Protect and Serve: All About K9 Officer Dogs
Dogs have protected human societies for well over 10,000 years. The first record of dogs defending humans in battle was around 600 B.C., and dogs continued to serve and protect humans all over the world, from the ancient Egyptians, Greeks, and Romans, to a variety of Far East cultures.
The natural progression of our dependence on dogs led to the first organized police dog program in Ghent, Belgium in 1899. Since then, K9 officer dogs have been an important part of police and military programs throughout the world.
Types of K9 Positions
K9 officer dogs are trained to either be single purpose or dual purpose. Single purpose K9s are used mainly for tracking, personal protection, or backup. Dual purpose dogs are trained similarly to single purpose dogs, with the addition of being able to track either explosives or narcotics (never both). Police K9s can also be trained for specialized duties, such as search and rescue, sentry and attack, and arson detection.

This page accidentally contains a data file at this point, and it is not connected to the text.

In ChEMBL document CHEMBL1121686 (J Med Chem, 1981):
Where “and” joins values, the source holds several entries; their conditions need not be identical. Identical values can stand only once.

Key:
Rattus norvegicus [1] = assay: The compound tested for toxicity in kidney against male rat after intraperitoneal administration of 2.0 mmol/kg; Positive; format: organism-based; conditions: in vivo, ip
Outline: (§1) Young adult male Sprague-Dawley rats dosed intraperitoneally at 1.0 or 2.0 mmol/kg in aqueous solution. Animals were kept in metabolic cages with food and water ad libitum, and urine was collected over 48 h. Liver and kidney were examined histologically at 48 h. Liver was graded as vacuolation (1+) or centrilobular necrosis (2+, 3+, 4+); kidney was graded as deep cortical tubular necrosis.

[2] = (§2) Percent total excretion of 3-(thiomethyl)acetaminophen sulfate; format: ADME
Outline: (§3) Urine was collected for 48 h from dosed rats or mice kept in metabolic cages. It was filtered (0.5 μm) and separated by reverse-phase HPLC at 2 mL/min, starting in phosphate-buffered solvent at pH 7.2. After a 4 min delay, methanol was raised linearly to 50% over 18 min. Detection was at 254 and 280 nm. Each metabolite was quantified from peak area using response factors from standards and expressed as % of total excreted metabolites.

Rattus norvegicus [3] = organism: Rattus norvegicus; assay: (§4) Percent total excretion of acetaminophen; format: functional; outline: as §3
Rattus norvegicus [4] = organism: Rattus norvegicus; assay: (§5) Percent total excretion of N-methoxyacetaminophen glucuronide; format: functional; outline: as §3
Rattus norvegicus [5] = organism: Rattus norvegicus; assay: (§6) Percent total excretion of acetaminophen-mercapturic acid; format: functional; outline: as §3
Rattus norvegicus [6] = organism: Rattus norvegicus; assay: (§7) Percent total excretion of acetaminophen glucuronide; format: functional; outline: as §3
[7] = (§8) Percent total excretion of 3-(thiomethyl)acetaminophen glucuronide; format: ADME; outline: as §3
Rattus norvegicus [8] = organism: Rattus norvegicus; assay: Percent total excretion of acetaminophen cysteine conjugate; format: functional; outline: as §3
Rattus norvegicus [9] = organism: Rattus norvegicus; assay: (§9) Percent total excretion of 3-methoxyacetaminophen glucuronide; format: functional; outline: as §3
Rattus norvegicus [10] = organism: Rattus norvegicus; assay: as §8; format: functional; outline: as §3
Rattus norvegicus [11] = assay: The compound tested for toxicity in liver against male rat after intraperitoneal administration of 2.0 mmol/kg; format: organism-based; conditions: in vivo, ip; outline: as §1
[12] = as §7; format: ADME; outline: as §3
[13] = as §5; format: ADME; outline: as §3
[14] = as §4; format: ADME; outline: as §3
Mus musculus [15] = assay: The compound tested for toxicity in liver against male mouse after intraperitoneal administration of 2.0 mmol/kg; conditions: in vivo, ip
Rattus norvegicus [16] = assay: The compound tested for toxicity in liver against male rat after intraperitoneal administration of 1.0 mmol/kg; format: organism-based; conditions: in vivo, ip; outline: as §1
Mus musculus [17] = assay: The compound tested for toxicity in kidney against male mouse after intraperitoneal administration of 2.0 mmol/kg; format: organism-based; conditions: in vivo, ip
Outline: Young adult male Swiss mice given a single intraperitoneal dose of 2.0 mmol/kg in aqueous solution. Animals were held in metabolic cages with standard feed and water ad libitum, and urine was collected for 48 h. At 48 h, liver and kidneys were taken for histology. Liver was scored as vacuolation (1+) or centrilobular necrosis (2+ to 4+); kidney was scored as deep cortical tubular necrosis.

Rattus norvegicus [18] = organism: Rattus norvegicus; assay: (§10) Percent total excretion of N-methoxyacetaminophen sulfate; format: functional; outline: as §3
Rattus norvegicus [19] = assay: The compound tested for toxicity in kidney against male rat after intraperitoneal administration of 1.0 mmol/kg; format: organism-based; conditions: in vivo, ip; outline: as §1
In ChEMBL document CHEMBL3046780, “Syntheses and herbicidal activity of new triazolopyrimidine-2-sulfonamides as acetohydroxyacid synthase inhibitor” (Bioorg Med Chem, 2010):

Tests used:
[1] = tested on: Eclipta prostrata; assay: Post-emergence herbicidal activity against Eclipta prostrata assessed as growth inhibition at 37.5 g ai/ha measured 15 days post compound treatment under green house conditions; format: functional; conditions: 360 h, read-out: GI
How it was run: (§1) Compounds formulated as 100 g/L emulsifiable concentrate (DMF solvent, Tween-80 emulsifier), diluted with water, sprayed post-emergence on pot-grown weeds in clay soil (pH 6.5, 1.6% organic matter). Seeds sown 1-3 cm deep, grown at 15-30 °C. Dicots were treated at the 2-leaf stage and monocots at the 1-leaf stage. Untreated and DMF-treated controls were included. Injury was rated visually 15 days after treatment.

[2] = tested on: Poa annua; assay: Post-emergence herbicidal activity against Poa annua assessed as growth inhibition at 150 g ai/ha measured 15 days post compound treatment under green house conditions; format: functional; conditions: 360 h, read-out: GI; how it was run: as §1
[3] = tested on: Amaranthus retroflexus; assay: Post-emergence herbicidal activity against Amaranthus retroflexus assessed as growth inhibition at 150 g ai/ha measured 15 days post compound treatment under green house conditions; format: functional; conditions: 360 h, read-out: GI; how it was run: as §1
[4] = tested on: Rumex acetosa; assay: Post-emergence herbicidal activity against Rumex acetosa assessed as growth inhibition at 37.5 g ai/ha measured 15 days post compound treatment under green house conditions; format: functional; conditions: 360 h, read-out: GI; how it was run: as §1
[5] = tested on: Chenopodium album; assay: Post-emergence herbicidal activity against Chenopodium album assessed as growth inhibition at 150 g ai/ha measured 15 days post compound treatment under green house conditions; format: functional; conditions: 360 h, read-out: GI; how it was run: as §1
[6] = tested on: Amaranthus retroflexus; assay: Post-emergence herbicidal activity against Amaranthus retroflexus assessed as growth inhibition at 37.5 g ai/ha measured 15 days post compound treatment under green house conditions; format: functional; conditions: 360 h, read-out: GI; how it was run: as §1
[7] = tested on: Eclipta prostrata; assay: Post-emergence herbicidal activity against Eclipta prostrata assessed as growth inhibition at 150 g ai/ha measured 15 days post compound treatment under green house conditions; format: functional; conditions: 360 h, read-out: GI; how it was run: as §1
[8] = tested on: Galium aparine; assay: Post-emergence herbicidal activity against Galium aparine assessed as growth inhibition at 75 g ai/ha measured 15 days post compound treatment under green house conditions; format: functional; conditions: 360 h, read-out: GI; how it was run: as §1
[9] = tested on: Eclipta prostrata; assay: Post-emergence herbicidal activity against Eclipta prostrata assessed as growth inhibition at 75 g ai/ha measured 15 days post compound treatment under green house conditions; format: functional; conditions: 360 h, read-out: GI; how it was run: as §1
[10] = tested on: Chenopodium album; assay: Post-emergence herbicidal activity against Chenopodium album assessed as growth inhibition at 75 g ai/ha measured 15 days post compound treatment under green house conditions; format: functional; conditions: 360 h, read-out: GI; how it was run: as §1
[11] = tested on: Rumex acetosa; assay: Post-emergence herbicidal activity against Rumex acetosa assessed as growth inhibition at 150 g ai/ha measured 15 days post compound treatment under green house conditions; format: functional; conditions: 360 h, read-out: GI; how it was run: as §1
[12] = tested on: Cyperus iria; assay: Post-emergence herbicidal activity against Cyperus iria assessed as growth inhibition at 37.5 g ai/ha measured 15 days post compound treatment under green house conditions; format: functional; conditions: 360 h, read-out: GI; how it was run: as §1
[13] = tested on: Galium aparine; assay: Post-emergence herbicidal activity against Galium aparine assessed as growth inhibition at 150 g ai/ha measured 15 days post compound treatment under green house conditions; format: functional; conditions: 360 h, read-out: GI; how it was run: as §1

A Breed of Their Own
In order to fulfill their duties as a police K9, a dog must be social, loyal, intelligent, and brave. German Shepherds and Belgian Malinois are most commonly trained as police K9s, however several other breeds can fit the bill as well, including Labradors, Bloodhounds, and other types of Shepherds.
A Unique Way of Life
When in training, both officer and dog attend a training school together to learn how to work as a team, also called a K9 unit. Humane handling and positive reinforcement training methods are employed to ensure that the dogs and their handlers develop a close bond. Dogs chosen as police K9s tend to have a high play drive, making it easy for the officers to use playtime with a ball or toy as a reward during training.
Police officers routinely put their lives on the line, and developing strong bonds with fellow officers whom they rely on daily is to be expected. K9 officers are in a unique position among law enforcement in that they work closely with a member of a different species to accomplish their daily goals. To encourage a completely bonded relationship, officers live with and care for their dogs, in addition to the long work hours (often evenings and weekends) required.